Kells Historic Core Architectural Conservation Area
The uniqueness of Kells is derived from its origins as a Monastic settlement, dedicated to St. Columba, and rates among the important early Monastic sites of Armagh, Cashel and Kildare. It is one of the country’s most culturally significant historic towns, and unlike many historic Irish towns much of its archaeology is visible.
In the ninth century the Columban community of Iona accepted the donation of land in Kells as a place of refuge from the Viking raids and built a monastry there in 804 AD. It is assumed that the site of the Church of Ireland is the site of the original monastery of which only the round tower remains.
In the middle ages Kells was a frontier town on the edge of the Pale and came under attach from the native Irish. It was burnt in 1203 and 1315. In the 12th century period of Anglo-Norman settlement Kells developed as a walled market town - to the north along Carrick and Maudlin Streets, to the east on Castle Street, John Street and Kenlis Place, and to the south on Farrell Street and Suffolk Street. In 1598 it was listed among the walled towns of Meath and prospered into the 17th century. There are few upstanding remains of the town walls with the exception of a section at the mural tower to the rear of Cannon Street.
The periods of growth of the town are reflected its different streetscapes. The area of the monastery forms the nucleus around which the town grew. Its significance as a religious centre is shown by the siting of the church and monastery at the top of the town. The curving narrow streets of Cross St., Castle St. and Carrick St. formed around the monastery, and are indicative of the 11th C. period as a market town.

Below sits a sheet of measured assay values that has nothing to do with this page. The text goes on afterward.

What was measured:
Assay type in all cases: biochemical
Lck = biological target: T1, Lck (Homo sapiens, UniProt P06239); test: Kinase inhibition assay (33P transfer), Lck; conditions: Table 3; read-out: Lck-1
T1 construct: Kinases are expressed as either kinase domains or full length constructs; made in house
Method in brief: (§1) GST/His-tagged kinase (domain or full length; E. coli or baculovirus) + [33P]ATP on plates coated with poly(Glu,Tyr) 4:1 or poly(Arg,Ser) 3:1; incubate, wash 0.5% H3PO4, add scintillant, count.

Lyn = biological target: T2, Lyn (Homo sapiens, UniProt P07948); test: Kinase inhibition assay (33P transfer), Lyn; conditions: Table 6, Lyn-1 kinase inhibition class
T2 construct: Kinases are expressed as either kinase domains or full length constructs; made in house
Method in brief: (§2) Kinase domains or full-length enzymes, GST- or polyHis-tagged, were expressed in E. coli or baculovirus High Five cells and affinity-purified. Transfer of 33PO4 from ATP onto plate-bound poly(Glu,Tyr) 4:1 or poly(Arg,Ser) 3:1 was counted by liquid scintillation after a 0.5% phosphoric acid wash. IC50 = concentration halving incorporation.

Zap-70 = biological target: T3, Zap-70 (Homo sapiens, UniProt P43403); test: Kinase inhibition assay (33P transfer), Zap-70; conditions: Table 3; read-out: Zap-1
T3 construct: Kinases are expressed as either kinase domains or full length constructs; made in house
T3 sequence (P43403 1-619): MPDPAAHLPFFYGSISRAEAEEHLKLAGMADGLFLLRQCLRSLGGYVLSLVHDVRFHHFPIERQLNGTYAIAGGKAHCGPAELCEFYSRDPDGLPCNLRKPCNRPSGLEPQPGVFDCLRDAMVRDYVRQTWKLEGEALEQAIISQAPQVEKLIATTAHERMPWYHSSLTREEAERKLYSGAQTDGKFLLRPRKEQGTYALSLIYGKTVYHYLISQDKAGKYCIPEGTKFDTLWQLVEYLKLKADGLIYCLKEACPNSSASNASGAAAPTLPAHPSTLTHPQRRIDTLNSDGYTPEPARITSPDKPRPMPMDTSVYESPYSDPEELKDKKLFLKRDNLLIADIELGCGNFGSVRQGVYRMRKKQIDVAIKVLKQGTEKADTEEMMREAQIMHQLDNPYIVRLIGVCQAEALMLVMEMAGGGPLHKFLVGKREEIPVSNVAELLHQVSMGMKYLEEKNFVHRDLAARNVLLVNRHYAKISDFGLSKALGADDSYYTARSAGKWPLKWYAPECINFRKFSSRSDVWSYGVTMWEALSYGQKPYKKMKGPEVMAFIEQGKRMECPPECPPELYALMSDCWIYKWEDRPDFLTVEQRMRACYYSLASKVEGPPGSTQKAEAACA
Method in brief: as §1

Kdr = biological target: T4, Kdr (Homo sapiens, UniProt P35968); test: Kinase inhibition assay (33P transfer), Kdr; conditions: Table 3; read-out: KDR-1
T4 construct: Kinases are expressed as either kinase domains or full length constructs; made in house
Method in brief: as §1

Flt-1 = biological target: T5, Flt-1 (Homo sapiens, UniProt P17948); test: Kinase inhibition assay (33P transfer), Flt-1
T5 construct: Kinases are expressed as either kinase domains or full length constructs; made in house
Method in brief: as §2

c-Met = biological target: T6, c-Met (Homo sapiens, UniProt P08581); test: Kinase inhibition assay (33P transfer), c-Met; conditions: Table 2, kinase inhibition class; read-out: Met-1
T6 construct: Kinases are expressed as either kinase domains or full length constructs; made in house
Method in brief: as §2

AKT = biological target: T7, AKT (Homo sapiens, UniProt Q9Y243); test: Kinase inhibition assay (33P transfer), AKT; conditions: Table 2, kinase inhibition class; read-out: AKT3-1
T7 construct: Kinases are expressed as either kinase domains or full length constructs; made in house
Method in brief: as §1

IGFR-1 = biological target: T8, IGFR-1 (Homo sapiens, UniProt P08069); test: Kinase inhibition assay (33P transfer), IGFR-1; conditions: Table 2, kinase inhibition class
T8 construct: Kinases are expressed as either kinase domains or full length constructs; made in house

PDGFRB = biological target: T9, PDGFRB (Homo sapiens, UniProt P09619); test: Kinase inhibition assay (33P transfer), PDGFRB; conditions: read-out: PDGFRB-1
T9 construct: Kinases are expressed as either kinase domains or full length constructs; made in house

The shape of the town reflects its location. It has a star shaped plan, which developed around the convergence of the major historic routes of North Leinster, from Dublin and the east coast to the northern and western counties. In the late medieval period there were five gates on the town’s walled defences.
The initial period of growth from 9th to 13th C is most important archaeologically for its intact street pattern and burgage plots, the town walls, and the Church of St Columba.
The town’s present visual character was formed in the late 18th and early 19th centuries with little major development taking place in the 20thC. The character of the town is modest yet elegant with the streetcapes generally composed of two storey late Georgian buildings, but with some nice doorcases and interesting shopfronts.
The last 15 years has seen the gradual erosion of architectural character by the removal of traditional sash windows, plaster, and rainwater goods. However, there is the potential to retain, and restore where necessary, the distinctive quality and historic character of the town.
The buildings in Kells are predominantly plastered and painted in a variety of colours, however the more important institutional and commercial buildings typically have dressed stone facings, and a small number of late 19th century commercial buildings have brick facades with interesting detailing. In common with all small Irish towns, the roofscape of Kells consists of pitched slated roofs.
Landmark views include the medieval tower and 19thC spire and the round tower on Cannon St.
It is the intention of the Council by the designation of this Architectural Conservation Area,
- to preserve the historic street pattern within the core of the town,
- to require that all new developments shall observe the existing scale of the town.
- to protect the character of the existing streetscape by giving consideration to the suitability of style, construction materials, colour and decoration to be used in any proposals for development taking place within this area.
- To encourage appropriate new uses for empty and under-utilised buildings.
- To avoid the destruction of minor historic elements whose cumulative loss would severely erode the cumulative cultural significance of the town